Because of its extremely limited, but still thankfully national, release let's hope "Ressources Humaines" doesn't receive an early burial. It doesn't deserve to. It is a highly polished, but punchy, first effort from director Laurent Cantet who combines sharp intelligence with depth of feeling as he draws in a quiet but powerful tale of the uneasy relationship between generations, classes and town and country.
It involves the return of Franck, young, clear-thinking professional to his dull, shabby home town where he accepts the position of management trainee at the factory where his father worked as a machine-operator for 30 years. The 35-hour week is on the horizon and Franck offers to devise a questionnaire for the workforce, only to realise he has become the ball in an intense ping-pong match between management and workers. Intriguing shifts of power and sympathy occur between Franck, his father, management and the tub-thumping union leader, a firecracker who goes off whenever she can.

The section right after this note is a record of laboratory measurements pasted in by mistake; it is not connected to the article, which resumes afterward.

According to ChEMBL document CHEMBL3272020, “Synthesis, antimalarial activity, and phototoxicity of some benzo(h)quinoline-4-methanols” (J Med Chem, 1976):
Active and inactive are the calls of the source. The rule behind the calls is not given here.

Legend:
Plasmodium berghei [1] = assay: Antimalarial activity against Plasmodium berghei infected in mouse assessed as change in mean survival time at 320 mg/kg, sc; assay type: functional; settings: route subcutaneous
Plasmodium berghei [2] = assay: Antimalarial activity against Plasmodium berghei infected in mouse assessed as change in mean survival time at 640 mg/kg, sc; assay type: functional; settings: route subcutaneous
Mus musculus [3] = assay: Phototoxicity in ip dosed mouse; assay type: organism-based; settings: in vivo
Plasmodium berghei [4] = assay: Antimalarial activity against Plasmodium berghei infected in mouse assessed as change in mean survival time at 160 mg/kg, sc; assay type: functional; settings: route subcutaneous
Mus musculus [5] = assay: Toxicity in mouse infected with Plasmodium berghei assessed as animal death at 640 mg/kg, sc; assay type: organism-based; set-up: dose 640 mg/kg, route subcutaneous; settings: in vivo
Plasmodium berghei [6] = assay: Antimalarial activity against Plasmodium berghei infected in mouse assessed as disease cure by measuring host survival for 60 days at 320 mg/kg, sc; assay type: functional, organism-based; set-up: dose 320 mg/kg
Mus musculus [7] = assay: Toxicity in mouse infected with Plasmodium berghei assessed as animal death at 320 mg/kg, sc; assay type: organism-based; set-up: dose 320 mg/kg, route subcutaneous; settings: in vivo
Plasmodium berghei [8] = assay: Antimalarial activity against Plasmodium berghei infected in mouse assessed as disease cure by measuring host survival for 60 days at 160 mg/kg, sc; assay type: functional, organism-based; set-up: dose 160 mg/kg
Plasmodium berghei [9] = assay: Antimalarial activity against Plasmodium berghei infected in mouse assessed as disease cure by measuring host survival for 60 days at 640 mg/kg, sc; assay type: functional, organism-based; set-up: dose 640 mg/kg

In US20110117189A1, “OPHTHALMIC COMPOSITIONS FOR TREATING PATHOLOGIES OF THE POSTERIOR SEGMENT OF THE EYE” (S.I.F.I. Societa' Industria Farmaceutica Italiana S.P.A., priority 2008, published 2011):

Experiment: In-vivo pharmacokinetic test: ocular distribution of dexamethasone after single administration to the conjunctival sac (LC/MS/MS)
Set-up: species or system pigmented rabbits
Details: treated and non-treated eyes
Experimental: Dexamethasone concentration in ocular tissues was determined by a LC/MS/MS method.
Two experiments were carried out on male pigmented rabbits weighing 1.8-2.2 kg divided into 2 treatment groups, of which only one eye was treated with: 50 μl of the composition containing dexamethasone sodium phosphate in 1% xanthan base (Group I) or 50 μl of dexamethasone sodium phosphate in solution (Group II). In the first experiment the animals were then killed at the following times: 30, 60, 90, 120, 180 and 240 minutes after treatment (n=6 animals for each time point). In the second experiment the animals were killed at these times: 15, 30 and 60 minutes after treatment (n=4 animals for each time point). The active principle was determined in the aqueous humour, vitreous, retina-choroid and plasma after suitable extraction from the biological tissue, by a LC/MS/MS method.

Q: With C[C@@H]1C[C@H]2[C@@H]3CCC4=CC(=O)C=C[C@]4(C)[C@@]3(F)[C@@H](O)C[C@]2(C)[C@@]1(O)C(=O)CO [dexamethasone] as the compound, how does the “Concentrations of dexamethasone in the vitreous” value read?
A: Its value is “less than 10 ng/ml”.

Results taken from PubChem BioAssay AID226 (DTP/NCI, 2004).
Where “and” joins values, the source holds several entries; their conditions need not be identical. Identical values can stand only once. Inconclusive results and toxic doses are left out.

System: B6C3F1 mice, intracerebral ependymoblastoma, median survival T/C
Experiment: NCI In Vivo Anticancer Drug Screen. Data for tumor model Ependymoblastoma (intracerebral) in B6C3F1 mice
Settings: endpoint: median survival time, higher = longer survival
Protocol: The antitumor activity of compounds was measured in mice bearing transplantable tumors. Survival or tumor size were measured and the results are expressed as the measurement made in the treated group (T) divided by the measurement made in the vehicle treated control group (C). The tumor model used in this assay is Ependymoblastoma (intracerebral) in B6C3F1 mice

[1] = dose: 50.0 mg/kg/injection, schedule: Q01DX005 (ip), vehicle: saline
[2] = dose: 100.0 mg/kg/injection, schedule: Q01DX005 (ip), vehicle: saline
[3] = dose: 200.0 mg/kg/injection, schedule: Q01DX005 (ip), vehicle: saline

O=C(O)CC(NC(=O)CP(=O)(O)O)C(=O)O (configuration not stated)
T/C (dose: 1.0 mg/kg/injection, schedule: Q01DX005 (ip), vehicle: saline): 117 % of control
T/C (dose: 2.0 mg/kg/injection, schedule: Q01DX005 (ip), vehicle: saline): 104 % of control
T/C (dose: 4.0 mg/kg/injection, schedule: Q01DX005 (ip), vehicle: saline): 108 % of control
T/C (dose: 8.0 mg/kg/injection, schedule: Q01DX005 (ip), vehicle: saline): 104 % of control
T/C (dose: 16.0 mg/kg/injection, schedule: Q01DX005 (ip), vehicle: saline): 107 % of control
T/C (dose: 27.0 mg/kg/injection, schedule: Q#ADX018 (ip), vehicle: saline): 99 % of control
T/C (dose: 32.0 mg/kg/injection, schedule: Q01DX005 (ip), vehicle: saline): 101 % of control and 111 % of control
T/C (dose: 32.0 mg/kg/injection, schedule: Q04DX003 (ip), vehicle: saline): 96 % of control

Although it recalls the 1960s social realism of Ken Loach and others, "Ressources Humaines" is no warm-hearted wallow in the past but a focused, realistic look at the kind of social-industrial (and human) problems untouched by most film-makers. The picture has an even-handed approach to all sides in the dispute and, unusually for most films these days, sees life as different shades of grey. This also creates wonderful opportunities for complex, or at least conflicted, characters, and both Jalil Lespert - as the ambitious but sensitive Franck - and Jean-Claude Vallod - as his defeated but kind-hearted father - really capture the soul of the film. When Franck discovers a secret document on his boss's computer, the film incorporates suspense to great effect and without ever taking its eye off its well-intentioned realism.